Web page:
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New Mexico Education CHief Vows to Improve Scores; Universal Preschool Among Goals

Ohanian Note: Without knowing what "proficient" means, it's impossible to interpret the scores. If it means average, then the scores look good.

After acknowledging that poverty is high, the state superintendent says "We are not pleased with these scores." How about all the power people in New Mexico saying, "We are not pleased with this poverty!"

Principal Tracy Herrera counts 400 children on the Navajo Elementary School campus who are learning to speak English.

With numbers like that, it's little surprise the South Valley school's fourth-graders scored worst in the Albuquerque district in language arts, according to the most recent testing numbers.

Just 13 percent of fourth-graders at Navajo scored proficient or better in the language arts section of the Standards-Based Assessment, the state-mandated test given last spring to all fourth- and eighth-graders.

Scores released Thursday showed about half of New Mexico's fourth- and eighth-graders scored below proficient in math and language arts. The language barrier and poverty were common threads in the low scores, state Secretary for Education Veronica Garcia said.

"We are not pleased with these scores," she said. "We need to look at them as we would our own children's. We have to be relentless in our efforts to improve them."

In the Albuquerque Public Schools, 55.3 percent of fourth-graders and 50.9 percent of eighth-graders were proficient in math, according to the state tally.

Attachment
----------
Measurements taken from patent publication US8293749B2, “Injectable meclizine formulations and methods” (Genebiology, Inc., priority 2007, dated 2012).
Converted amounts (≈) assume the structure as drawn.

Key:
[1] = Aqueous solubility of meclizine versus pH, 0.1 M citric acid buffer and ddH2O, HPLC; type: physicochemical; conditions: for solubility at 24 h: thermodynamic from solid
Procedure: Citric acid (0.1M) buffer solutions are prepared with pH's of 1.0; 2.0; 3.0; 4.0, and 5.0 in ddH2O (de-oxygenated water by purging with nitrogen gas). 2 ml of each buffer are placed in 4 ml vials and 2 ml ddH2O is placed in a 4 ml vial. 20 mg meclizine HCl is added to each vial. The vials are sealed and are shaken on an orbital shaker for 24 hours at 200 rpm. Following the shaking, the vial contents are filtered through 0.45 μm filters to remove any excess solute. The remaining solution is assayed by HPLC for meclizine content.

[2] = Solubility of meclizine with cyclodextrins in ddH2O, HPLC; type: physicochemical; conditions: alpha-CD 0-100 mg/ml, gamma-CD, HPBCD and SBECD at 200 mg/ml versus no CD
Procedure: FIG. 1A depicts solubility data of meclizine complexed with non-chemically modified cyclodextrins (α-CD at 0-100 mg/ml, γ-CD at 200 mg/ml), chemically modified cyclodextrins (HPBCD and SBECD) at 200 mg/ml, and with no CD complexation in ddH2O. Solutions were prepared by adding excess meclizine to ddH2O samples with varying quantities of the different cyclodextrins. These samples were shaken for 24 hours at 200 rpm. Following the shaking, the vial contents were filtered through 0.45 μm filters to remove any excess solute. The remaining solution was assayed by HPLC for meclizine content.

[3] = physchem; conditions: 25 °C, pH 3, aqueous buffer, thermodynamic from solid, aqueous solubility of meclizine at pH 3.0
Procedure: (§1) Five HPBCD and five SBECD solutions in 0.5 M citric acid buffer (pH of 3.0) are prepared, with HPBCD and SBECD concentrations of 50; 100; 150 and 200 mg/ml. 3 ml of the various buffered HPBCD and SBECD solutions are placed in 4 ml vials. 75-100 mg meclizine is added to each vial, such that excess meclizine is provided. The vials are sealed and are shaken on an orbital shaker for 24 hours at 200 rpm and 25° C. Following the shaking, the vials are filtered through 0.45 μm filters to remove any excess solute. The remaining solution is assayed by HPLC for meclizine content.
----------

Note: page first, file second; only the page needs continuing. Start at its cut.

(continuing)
In language arts, 48 percent of Albuquerque fourth-graders and 55.1 percent of eighth-graders were proficient.

Schools have until 2013-2014 to bring all children to 100 percent proficiency in language arts and math under the federal No Child Left Behind Act and state requirements. The scores reported Thursday will serve as the starting point, Garcia said.

In independent reporting, APS shows slightly higher averages for the district. The district excludes scores for 2,100 students, said Brian Kaumo, manager of APS accountability services.

The excluded scores were those for students with "significant language or special education status" who were given accommodations, such as a longer time period to take the test, Kaumo said.

He said accommodations are necessary to "level the playing field."

Kaumo said the district had followed precedent for statewide test score reporting. This morning, however, district officials were informed the state reporting was changed this time to include the scores for children with accommodations.

Children with special needs will be included from here on out to match federal standards, said Don Watson, the state Department of Education's assistant secretary for assessment and accountability.

On Thursday, Garcia said the test results show a need that goes far beyond any federal mandate.

"This is not just about being in compliance with No Child Left Behind," Garcia said. "It is a moral and economic issue. As a state, we cannot stand by and let even one child leave our public educational system with a substandard education."